Many accessory apps from major vendors such as Adobe and Microsoft are unsigned or have signing problems. For example, Adobe Acrobat 2015 contains two nested apps which lack any signature. A total of 12 support and accessory apps for old Adobe products which remain installed on my Mac have had their certificates revoked.

Current Microsoft Office apps (16.20) contain large numbers of proofing tools which contain executable code, but are completely unsigned.

Very many frameworks and plug-ins are unsigned or have signing problems. Some of the most serious include Apple’s Compressor.framework and Qmaster.framework stored in /Library/Frameworks, which use an ‘obsolete resource envelope’ from an old signature format, two StuffIt frameworks, Microsoft’s SilverLight Internet Plug-In which is completely unsigned, the Java Virtual Machines stored in /Library/Java, in which even the JDK 10.0.2 and its preference pane are unsigned. Most older QuickTime components have signature problems, with many lacking any signatures.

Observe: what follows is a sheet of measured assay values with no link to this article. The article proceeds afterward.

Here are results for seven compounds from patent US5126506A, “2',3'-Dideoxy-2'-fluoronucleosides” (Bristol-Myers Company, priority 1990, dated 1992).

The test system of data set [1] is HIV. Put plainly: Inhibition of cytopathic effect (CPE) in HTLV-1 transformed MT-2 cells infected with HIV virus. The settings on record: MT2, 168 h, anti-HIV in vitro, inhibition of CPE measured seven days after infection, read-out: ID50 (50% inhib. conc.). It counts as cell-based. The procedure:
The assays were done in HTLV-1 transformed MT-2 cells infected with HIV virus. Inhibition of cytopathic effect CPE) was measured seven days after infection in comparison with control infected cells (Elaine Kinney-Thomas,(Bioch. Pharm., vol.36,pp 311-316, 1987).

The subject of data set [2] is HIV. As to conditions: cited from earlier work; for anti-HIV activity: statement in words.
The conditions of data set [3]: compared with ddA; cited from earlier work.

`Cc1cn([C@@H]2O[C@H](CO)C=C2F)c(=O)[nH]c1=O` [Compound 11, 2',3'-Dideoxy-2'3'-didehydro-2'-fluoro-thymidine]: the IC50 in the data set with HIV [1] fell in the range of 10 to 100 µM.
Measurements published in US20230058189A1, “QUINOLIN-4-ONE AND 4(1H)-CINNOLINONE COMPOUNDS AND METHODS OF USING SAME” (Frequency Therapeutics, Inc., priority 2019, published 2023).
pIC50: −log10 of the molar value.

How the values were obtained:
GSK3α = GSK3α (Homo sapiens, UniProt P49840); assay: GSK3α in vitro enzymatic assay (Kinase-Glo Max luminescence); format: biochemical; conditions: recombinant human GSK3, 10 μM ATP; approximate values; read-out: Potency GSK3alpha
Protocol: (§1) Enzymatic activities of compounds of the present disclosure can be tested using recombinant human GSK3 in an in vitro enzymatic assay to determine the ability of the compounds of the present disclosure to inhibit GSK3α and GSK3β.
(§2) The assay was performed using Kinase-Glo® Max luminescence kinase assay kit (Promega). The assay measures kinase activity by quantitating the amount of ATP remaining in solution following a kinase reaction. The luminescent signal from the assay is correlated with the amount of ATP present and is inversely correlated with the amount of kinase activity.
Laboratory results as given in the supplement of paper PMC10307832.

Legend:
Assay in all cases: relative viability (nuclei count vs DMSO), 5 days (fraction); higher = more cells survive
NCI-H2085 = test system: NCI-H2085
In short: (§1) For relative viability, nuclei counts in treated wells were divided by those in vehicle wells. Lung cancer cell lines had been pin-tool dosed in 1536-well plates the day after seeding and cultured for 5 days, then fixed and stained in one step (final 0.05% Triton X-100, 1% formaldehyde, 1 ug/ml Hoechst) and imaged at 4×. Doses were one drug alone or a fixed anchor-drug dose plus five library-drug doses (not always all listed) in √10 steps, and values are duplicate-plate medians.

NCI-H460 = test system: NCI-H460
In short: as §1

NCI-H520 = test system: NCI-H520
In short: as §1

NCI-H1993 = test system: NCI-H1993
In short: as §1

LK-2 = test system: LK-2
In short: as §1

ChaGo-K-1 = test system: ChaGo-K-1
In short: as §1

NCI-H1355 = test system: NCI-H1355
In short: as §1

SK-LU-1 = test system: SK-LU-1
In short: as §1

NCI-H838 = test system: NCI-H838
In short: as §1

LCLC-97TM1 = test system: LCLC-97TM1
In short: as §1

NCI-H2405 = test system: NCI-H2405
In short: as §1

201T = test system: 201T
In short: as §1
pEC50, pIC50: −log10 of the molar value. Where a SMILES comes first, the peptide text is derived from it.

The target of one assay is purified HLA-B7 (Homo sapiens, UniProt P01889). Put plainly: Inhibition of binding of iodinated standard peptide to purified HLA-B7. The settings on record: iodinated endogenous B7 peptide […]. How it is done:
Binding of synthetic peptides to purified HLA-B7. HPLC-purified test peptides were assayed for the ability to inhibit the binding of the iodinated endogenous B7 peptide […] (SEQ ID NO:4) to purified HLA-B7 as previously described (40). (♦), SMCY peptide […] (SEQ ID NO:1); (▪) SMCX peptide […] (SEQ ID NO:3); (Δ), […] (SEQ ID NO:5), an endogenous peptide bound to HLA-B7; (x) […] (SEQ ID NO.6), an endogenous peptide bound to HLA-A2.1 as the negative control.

Does any of this matter?

Apple has pursued a policy where, once an app has cleared its initial Gatekeeper checks, it is forever whitelisted by macOS. Only if something changes the contents of its app bundle will Gatekeeper object to running it. In Mojave, Apple has introduced app notarization, which improves considerably on the checks and limits in High Sierra, but is still primarily focussed on those initial checks.